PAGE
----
Those gaps appear to be filled by some of the many many Piggies in waiting, which at least for tonight appears to be in the form Jimmy Hayes and Ben Smith, who earned their spots with noticeable improvements in play during the pre-season. The opening night surprise, however, is young Joakim Nordstrom, who caught the coaching staff’s eye with his two way play, despite limited time playing the North American game last season. And naturally, even though Ben Smith can play, he’ll be sitting tonight in favor of Brandon Bollig, who cannot.
Observers will notice that the top 6 is comprised exactly the same as it did the last time the Hawks took the ice for real in Boston. Ordinarily that’d be a positive on a defending Cup champion. However, there are serious questions about just how much Michal Handzus has left in the tank after the Hawks got more than they could have ever bargained for out of him last spring. The smart money says this can’t last and Brandon Pirri will be here soon enough, but damned if Joel Quenneville doesn’t love his big, Slovakian blankie.
For the defensive corps, the Hawks will once again boast one of the deepest units in the league, opting to carry Michael Kostka as a #8 behind Sheldon Brookbank to give the coaches more offensive capability when Michal Rozsival inevitably needs a rest. Much like Handzus, Rozy was a sneaky-fantastic signing by Stan Bowman, whose smart hands gave the Hawks the ability to break out cleanly with even the third pairing on the ice, thus allowing Keith and Seabrook to rest. That trust in the full lineup, particularly in an Olympic year with Keith sure to make the Canadian team and Seabrook with more than a shot, will be paramount if the Hawks have eyes on another run beyond May.
Behind all of this will be Corey Crawford, he of public profanity, sweet, sweet vindication, and expensive new paper. Crow and his glove hand blindly swatted away all of those who questioned his ability to just not screw up too much while the team in front of him took care of business, and even went so far as to go above and beyond that by booking one of the best post-season stat lines ever by any Hawks goaltender. But after receiving a very un-Bowman-like 6 year extension at $6 mildo per starting next year, the knives will be out from Meatball Nation the first time he gives up two unanswered, god forbid high glove, even tonight. They’ll call for the vodka-infused Nikolai Khabibulin, who put up an excellent .923 save percentage behind the non-existent Oilers defense, and Khabby will no doubt do nothing to dispel those notions in the press, as his his wont even at 40.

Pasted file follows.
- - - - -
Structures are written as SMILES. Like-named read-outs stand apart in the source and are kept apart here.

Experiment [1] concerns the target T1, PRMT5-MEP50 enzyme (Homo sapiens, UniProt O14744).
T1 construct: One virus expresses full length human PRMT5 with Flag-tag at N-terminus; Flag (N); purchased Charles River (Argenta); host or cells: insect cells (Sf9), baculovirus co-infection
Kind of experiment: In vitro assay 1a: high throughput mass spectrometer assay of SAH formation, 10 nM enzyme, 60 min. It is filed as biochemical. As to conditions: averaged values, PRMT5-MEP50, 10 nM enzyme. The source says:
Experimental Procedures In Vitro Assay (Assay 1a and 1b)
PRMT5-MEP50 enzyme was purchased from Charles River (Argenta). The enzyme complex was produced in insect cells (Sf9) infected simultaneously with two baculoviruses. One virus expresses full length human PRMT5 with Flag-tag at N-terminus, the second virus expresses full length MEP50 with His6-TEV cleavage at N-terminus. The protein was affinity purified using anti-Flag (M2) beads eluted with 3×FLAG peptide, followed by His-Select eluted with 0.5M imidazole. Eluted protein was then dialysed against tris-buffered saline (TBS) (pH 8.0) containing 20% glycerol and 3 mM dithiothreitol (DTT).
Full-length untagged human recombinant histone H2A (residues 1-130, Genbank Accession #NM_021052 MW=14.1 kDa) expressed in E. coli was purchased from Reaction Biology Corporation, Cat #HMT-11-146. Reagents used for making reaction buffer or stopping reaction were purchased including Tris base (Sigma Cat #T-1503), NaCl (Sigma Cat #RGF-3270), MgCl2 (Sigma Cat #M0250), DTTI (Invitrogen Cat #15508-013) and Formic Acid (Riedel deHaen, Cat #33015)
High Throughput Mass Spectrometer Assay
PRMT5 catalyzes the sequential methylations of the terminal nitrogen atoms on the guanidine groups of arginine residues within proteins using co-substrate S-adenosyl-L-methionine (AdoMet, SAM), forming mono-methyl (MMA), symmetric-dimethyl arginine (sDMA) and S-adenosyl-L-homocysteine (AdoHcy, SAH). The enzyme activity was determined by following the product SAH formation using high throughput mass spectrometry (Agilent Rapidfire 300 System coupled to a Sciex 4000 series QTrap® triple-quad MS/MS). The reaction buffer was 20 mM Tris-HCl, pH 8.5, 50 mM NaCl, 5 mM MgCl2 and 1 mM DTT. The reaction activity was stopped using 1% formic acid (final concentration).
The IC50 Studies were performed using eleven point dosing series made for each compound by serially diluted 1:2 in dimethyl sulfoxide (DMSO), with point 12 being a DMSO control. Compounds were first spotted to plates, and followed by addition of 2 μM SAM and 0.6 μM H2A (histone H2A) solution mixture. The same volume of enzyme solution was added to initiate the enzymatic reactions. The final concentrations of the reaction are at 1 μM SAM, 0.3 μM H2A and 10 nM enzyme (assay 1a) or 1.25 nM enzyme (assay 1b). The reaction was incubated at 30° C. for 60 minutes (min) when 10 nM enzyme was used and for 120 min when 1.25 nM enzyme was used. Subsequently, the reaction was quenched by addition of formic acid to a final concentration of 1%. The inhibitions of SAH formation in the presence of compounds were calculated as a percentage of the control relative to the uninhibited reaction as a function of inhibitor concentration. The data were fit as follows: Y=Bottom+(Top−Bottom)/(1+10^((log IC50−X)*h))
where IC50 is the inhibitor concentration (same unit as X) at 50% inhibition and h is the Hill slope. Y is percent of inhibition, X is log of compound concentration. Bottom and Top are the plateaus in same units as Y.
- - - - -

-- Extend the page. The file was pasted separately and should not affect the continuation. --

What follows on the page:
In no uncertain terms is this team built to once again achieve what it has two of the previous four season. But patience and long-term perspective from a coaching staff known for scrambling to win the next shift will be paramount. Injuries to key contributors, particularly old Czechs and Slovaks can derail things in a hurry, as can fatigue to the blue line. And this is to say nothing at all of a full 82 game campaign with huge targets on their backs and receiving every team’s top effort to knock the champs down a peg, starting tonight, and especially because everyone knows that banner nights like these tend to end up with large peanut-infused pieces in the punchbowl. But unlike any other team in the league, this lot can say that they know exactly what it takes to get back to the top of the mountain again, and the climb begins at 7:00. Let’s go Hawks.